Adaptive deep brain stimulation (DBS) devices aim to personalize stimulation delivery by following the current state of symptom-specific neural signals during different activities of daily living (walking, sleeping, etc.). This approach is not yet suitable for clinical practice, and groundwork is needed. The first essential steps for establishing adaptive DBS comprise the capacity for measurements in chronically implanted patients (to avoid the “stunning effect”) and for prolonged recordings not corrupted by artifacts.

Monitoring subthalamic oscillations for 24 hours in a freely moving Parkinson's disease patient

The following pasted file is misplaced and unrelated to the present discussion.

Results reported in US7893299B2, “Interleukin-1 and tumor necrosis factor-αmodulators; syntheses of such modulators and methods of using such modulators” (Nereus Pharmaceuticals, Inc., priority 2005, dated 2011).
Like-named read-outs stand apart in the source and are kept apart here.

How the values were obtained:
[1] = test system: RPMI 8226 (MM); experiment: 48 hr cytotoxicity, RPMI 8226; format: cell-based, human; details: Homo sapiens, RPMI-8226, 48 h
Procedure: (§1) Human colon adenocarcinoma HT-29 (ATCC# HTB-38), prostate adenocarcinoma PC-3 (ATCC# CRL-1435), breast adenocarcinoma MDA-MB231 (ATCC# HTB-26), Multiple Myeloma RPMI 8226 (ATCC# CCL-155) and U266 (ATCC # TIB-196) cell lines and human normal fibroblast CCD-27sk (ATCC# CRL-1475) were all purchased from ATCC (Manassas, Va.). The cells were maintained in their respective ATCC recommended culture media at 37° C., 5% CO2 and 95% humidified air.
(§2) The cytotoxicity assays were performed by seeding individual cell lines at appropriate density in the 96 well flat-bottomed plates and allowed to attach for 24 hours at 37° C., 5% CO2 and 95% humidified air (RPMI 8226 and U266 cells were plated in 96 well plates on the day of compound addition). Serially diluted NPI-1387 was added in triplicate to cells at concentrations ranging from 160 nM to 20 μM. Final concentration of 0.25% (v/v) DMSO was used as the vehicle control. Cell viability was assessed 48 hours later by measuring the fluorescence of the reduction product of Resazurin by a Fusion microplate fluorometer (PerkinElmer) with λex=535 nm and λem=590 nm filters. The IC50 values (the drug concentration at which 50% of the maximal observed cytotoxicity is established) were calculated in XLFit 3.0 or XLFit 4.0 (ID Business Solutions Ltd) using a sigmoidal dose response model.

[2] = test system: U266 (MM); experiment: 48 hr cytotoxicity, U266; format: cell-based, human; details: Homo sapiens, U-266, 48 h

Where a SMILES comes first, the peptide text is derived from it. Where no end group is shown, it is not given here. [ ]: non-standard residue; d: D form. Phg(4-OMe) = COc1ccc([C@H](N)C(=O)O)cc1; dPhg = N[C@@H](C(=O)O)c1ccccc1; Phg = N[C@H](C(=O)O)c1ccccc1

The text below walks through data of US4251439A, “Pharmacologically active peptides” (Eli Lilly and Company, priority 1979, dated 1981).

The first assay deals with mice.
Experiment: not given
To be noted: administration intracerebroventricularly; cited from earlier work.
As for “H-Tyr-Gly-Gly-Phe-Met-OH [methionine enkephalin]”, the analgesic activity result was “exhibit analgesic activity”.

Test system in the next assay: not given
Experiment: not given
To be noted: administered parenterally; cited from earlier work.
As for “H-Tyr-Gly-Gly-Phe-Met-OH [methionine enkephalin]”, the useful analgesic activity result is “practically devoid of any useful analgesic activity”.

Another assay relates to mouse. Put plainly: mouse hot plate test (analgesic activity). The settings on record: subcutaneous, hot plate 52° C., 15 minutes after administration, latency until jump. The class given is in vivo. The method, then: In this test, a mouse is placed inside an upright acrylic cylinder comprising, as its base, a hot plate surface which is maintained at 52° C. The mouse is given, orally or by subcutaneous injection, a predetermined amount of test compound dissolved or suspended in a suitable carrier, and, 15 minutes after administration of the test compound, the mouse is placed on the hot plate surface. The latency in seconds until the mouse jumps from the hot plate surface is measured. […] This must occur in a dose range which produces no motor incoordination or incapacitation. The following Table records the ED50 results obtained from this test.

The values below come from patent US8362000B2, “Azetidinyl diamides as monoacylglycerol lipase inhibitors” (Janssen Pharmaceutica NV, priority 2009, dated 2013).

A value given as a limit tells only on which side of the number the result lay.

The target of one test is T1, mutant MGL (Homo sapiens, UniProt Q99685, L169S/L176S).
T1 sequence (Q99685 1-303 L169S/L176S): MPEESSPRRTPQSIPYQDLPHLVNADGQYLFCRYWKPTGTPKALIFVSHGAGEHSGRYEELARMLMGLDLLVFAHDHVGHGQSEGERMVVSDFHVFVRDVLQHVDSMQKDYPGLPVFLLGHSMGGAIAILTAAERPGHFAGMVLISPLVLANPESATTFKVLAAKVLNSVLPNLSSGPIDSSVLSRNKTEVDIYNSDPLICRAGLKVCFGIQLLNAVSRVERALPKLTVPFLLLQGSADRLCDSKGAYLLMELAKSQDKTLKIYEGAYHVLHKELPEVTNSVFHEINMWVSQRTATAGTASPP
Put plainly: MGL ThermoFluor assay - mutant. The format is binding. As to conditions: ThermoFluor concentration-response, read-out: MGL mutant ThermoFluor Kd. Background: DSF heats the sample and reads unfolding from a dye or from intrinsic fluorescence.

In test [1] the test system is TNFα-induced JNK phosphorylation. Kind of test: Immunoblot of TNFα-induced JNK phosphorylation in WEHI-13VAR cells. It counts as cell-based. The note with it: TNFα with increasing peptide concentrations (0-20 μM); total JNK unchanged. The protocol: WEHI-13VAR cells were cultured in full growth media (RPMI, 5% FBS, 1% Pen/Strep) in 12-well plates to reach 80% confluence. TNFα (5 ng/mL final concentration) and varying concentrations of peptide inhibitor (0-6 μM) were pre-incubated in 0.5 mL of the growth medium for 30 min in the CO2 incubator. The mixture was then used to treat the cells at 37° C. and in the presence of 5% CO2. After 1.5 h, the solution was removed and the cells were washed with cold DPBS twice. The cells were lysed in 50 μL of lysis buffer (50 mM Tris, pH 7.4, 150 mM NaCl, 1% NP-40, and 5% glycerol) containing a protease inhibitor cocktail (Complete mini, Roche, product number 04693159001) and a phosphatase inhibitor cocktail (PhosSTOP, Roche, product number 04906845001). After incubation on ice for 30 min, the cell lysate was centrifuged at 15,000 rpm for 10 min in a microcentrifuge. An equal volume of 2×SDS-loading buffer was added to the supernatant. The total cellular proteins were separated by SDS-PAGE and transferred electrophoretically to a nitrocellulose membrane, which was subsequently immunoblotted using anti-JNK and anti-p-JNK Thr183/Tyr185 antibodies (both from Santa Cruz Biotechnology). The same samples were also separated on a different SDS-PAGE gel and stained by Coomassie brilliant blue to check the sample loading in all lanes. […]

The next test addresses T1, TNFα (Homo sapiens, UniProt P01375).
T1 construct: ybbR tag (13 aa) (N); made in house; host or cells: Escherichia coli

Prenassi M.;Marceglia S.;
2019-01-01

Abstract

Adaptive deep brain stimulation (DBS) devices aim to personalize stimulation delivery by following the current state of symptom-specific neural signals during different activities of daily living (walking, sleeping, etc.). This approach is not yet suitable for clinical practice, and groundwork is needed. The first essential steps for establishing adaptive DBS comprise the capacity for measurements in chronically implanted patients (to avoid the “stunning effect”) and for prolonged recordings not corrupted by artifacts.
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Utilizza questo identificativo per citare o creare un link a questo documento: https://hdl.handle.net/11368/2963867
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